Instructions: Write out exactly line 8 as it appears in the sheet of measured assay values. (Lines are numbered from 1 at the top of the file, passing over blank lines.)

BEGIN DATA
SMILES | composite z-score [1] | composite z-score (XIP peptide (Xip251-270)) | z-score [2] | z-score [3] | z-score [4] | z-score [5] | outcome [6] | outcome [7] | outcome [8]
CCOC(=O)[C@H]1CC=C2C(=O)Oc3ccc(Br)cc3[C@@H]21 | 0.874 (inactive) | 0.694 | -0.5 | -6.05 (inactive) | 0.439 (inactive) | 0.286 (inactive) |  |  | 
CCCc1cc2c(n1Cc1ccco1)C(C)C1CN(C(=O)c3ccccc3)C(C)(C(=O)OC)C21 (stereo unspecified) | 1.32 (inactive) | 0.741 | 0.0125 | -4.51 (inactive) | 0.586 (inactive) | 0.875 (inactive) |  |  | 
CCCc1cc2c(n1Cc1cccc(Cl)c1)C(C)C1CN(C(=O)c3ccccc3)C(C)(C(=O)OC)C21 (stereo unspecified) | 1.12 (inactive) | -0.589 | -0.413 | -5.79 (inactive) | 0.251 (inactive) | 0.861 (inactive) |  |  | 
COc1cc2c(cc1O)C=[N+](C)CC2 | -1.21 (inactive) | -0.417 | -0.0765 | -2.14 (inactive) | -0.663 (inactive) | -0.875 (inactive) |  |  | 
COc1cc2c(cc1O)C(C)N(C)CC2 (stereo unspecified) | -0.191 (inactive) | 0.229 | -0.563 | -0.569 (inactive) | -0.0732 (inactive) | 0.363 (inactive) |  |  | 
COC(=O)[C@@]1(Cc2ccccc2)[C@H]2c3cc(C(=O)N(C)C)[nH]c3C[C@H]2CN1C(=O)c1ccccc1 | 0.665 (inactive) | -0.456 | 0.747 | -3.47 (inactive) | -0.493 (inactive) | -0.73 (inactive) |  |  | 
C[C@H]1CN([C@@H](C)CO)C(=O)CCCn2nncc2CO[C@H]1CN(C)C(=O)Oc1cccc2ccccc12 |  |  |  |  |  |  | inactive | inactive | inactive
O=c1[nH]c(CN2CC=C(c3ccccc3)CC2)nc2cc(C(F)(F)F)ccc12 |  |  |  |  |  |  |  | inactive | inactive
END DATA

C[C@H]1CN([C@@H](C)CO)C(=O)CCCn2nncc2CO[C@H]1CN(C)C(=O)Oc1cccc2ccccc12 |  |  |  |  |  |  | inactive | inactive | inactive